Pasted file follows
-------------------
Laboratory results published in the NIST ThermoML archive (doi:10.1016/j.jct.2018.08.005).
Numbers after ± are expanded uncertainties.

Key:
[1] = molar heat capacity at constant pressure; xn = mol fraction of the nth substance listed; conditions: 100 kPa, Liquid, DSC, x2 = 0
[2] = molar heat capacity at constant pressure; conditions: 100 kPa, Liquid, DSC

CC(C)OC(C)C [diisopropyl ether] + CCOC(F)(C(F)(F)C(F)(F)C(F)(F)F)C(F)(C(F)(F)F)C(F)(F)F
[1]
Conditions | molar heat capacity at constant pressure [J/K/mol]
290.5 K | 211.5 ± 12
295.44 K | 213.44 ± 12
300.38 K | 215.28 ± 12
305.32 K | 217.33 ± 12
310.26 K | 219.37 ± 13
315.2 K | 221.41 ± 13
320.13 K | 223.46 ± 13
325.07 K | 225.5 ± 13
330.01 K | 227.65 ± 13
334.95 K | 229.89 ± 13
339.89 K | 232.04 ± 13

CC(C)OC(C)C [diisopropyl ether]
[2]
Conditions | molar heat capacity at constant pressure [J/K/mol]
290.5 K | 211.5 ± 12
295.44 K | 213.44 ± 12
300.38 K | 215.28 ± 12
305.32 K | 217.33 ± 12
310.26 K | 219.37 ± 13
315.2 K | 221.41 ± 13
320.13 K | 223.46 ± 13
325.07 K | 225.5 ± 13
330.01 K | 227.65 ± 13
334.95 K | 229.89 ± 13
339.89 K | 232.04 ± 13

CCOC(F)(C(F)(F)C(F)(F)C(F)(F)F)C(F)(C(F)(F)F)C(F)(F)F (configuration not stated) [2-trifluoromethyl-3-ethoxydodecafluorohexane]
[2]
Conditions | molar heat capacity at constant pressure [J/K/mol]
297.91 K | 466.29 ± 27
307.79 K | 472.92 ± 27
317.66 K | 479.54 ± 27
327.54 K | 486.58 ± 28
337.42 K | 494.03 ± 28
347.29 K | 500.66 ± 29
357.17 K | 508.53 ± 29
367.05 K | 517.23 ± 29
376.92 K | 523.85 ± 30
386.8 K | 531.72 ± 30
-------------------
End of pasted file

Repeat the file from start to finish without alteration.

Laboratory results published in the NIST ThermoML archive (doi:10.1016/j.jct.2018.08.005).
Numbers after ± are expanded uncertainties.

Key:
[1] = molar heat capacity at constant pressure; xn = mol fraction of the nth substance listed; conditions: 100 kPa, Liquid, DSC, x2 = 0
[2] = molar heat capacity at constant pressure; conditions: 100 kPa, Liquid, DSC

CC(C)OC(C)C [diisopropyl ether] + CCOC(F)(C(F)(F)C(F)(F)C(F)(F)F)C(F)(C(F)(F)F)C(F)(F)F
[1]
Conditions | molar heat capacity at constant pressure [J/K/mol]
290.5 K | 211.5 ± 12
295.44 K | 213.44 ± 12
300.38 K | 215.28 ± 12
305.32 K | 217.33 ± 12
310.26 K | 219.37 ± 13
315.2 K | 221.41 ± 13
320.13 K | 223.46 ± 13
325.07 K | 225.5 ± 13
330.01 K | 227.65 ± 13
334.95 K | 229.89 ± 13
339.89 K | 232.04 ± 13

CC(C)OC(C)C [diisopropyl ether]
[2]
Conditions | molar heat capacity at constant pressure [J/K/mol]
290.5 K | 211.5 ± 12
295.44 K | 213.44 ± 12
300.38 K | 215.28 ± 12
305.32 K | 217.33 ± 12
310.26 K | 219.37 ± 13
315.2 K | 221.41 ± 13
320.13 K | 223.46 ± 13
325.07 K | 225.5 ± 13
330.01 K | 227.65 ± 13
334.95 K | 229.89 ± 13
339.89 K | 232.04 ± 13

CCOC(F)(C(F)(F)C(F)(F)C(F)(F)F)C(F)(C(F)(F)F)C(F)(F)F (configuration not stated) [2-trifluoromethyl-3-ethoxydodecafluorohexane]
[2]
Conditions | molar heat capacity at constant pressure [J/K/mol]
297.91 K | 466.29 ± 27
307.79 K | 472.92 ± 27
317.66 K | 479.54 ± 27
327.54 K | 486.58 ± 28
337.42 K | 494.03 ± 28
347.29 K | 500.66 ± 29
357.17 K | 508.53 ± 29
367.05 K | 517.23 ± 29
376.92 K | 523.85 ± 30
386.8 K | 531.72 ± 30